Geraldine Brennan selects Mortlock by Jon Mayhew


Telegraph Supplement

Just discovered that I missed a children's books supplement in the Sunday Telegraph last weekend.

Lots of features, including the one linked to above - the best of the season's roundups, I think, by Dinah Hall.

BooksLife is a quarterly literary supplement for the Sunday Telegraph in association with Waterstones.

http://www.telegraph.co.uk/culture/books/books-life/ links to the rest of the features, which include interviews with Francesca Simon and Anthony Horowitz.

Sunday Times Roundup

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Sunday Times Roundup

In another example of the vagaries of The Times online listings, here is Nicolette Jones's children's books roundup, to be printed in the Sunday Times tomorrow, but already featured in the Books section of timesonline...

Guardian Review

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Guardian Review

Mary Hoffman reviews Where I Belong by Gillian Cross

"once it's in full swing you won't want to put it down" MARY HOFFMAN

Eisner Award nominees announced

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Eisner Awards Shortlists Announced

Eisner Award children's shortlists

Best Publication for Kids
• Lunch Lady and the Cyborg Substitute, by Jarrett J. Krosoczeka (Knopf)
• The Secret Science Alliance and the Copycat Crook, by Eleanor Davis (Bloomsbury)
• Tiny Tyrant vol. 1: The Ethelbertosaurus, by Lewis Trondheim and Fabrice Parme (First Second)
• The TOON Treasury of Classic Children's Comics, edited by Art Spiegelman and Francoise Mouly (Abrams ComicArts/Toon)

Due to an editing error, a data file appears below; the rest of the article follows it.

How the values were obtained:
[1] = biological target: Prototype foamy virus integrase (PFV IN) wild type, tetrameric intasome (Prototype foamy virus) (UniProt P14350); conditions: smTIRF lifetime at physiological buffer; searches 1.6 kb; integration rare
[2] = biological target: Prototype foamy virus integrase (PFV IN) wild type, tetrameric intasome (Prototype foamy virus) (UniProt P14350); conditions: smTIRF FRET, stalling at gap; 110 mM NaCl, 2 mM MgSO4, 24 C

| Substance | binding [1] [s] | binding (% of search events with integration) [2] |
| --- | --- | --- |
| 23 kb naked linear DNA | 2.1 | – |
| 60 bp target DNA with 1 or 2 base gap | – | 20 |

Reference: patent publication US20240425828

• The Wonderful Wizard of Oz hc, by L. Frank Baum, Eric Shanower, and Skottie Young (Marvel) 

Best Publication for Teens
• Angora Napkin, by Troy Little (IDW)
• Beasts of Burden, by Evan Dorkin and Jill Thompson (Dark Horse)
• A Family Secret, by Eric Heuvel (Farrar Straus Giroux/Anne Frank House)
• Far Arden, by Kevin Cannon (Top Shelf)
• I Kill Giants tpb, by Joe Kelly and JM Ken Niimura (Image) 

follow the link for the other nominees in numerous sections

William Mayne - Obituary

William Mayne has died aged 82.
Julia Eccleshare's obituary was posted online on Monday evening and printed in The Guardian on Tuesday.

Easter Roundup - The Independent

Nick Tucker's Easter selection from last weekend's Independent....

The Times - Spring Roundup

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The Times - Seasonal Roundup

Amanda Craig's Spring/Easter round up of children's titles across the age range...

Observer Review - Teen Fiction

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Observer Review - Teen Fiction

Teen Fiction reviewed in last Sunday's Observer by Lisa O'Kelly.

Includes a review of the second novel by Helen Grant. This is right near the top of my own To read stack.


Observer Review

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Observer Review - Fiction

Apologies for delay in posting weekend review links...

Here Geraldine Brennan reviews recent children's fiction, including David Almond's latest:


Guardian Review

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Guardian Review

Picture book roundup, by Julia Eccleshare